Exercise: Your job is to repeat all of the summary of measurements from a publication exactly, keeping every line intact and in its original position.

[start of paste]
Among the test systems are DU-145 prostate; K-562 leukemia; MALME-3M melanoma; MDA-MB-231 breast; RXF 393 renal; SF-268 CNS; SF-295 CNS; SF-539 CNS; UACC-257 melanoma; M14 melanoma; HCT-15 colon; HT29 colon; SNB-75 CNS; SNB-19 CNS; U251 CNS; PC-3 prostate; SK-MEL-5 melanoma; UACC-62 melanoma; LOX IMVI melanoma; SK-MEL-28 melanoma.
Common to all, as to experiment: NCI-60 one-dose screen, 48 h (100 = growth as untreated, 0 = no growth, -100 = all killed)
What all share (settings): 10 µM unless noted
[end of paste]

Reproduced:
Among the test systems are DU-145 prostate; K-562 leukemia; MALME-3M melanoma; MDA-MB-231 breast; RXF 393 renal; SF-268 CNS; SF-295 CNS; SF-539 CNS; UACC-257 melanoma; M14 melanoma; HCT-15 colon; HT29 colon; SNB-75 CNS; SNB-19 CNS; U251 CNS; PC-3 prostate; SK-MEL-5 melanoma; UACC-62 melanoma; LOX IMVI melanoma; SK-MEL-28 melanoma.
Common to all, as to experiment: NCI-60 one-dose screen, 48 h (100 = growth as untreated, 0 = no growth, -100 = all killed)
What all share (settings): 10 µM unless noted